Japan’s Plutonium Question

Dr. Phyllis Genther Yoshida, Senior Fellow for Energy and Technology, Sasakawa USA

Publications Japan’s Plutonium Question

Japan must reassess the appropriate supply-demand balance of its plutonium stocks upon completion of its new energy plan. Japan has about 47 tons of separated plutonium onshore and stored in France and Great Britain for reprocessing into commercial fuel with a small amount reserved for research purposes.

According to reports in the Japanese press, the United States recently reiterated that Japan appropriately use and control its plutonium stockpile. This position is not new but part of a long-standing effort to minimize stockpiles of fissile materials around the world to reduce nuclear proliferation risks. As Japan’s stockpiles increased, the United States has reminded Japan, as the only non-nuclear weapons nation with a civilian reprocessing program, it has a special obligation to do so in a transparent manner.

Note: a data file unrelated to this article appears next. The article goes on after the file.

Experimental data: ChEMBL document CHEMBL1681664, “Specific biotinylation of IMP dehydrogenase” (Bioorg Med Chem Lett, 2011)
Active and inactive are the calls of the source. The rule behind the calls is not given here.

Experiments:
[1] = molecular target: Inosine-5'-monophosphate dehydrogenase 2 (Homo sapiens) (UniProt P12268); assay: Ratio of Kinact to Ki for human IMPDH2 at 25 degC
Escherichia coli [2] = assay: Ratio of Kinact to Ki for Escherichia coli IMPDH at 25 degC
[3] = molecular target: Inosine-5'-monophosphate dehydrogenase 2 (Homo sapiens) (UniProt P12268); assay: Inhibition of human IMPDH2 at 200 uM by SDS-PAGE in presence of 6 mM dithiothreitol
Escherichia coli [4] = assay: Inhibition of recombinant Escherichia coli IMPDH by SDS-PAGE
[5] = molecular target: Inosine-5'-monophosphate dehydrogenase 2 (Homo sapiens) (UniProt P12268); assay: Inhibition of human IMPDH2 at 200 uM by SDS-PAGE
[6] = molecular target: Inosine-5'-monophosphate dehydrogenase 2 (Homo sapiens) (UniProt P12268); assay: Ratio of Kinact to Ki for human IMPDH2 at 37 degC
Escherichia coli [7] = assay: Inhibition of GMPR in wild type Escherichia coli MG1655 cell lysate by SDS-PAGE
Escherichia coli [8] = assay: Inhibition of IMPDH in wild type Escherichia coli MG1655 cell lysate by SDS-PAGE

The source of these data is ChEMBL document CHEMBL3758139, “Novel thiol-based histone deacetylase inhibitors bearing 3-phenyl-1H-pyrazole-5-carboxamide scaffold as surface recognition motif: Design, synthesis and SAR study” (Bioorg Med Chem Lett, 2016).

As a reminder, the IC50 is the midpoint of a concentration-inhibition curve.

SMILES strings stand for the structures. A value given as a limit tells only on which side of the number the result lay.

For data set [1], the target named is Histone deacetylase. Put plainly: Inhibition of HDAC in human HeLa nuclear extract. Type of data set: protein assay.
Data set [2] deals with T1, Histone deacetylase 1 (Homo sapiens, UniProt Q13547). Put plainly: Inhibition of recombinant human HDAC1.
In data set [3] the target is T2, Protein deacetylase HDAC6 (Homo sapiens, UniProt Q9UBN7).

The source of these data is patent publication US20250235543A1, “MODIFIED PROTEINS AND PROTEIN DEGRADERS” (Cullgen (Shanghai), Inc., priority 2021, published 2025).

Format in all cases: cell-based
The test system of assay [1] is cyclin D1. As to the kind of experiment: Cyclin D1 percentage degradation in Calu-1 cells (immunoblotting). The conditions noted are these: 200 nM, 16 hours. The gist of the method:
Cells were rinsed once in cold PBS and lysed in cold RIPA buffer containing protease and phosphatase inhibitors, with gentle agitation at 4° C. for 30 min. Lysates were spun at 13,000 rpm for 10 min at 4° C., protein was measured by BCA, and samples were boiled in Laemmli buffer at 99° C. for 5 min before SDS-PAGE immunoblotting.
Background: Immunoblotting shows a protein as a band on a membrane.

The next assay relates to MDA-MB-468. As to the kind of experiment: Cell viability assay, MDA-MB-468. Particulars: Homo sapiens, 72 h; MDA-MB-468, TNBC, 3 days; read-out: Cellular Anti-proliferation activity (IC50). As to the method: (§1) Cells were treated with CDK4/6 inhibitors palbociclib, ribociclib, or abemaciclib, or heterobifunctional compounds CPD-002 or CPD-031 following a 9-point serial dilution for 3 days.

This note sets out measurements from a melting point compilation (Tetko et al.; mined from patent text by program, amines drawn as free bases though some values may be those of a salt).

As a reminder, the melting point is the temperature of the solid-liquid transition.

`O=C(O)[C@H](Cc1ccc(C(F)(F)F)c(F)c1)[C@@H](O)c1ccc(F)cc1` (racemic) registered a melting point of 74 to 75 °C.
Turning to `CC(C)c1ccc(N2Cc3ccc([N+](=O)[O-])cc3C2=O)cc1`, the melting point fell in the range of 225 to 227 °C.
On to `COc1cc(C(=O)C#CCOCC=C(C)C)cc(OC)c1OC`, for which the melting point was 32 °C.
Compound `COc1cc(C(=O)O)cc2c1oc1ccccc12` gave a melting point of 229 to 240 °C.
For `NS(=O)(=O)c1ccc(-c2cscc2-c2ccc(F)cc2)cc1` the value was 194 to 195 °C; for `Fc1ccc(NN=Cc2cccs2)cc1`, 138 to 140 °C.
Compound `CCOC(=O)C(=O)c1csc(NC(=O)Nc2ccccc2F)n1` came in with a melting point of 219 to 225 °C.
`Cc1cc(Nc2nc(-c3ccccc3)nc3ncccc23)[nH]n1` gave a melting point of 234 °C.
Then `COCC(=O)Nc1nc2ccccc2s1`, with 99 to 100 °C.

Japan has an exemplary record safeguarding its stockpiles and adheres to the International Atomic Energy Agency’s Guidelines on Plutonium Management. However, it is increasingly unclear whether it will be able to use enough reprocessed commercial fuel to expend its stored plutonium. Japan postponed once again – this time until 2021 — the completion of the Rokkasho Reprocessing Plant. If completed, Rokkasho would be able to reprocess eight tons of plutonium annually into fuel.

Japan has restarted only a handful of the pre-2011 nuclear power plants, not all of which can even use reprocessed fuel. There are no Japanese fast breeder reactors, originally seen as the main customer for the plutonium, on the horizon. As a result, Japan needs to rethink its plutonium management strategy to take steps to reduce and stop expansion of its stocks, and to research alternative means of disposal including new advanced reactors.

Japan has been a stalwart supporter of the global nuclear non-proliferation regime. Yet a combination of past policy decisions and technical delays at the Rokkasho Reprocessing Plant have generated this large plutonium stockpile. Japan owes the world a clear explanation of its plans for peaceful use of this nuclear fuel.



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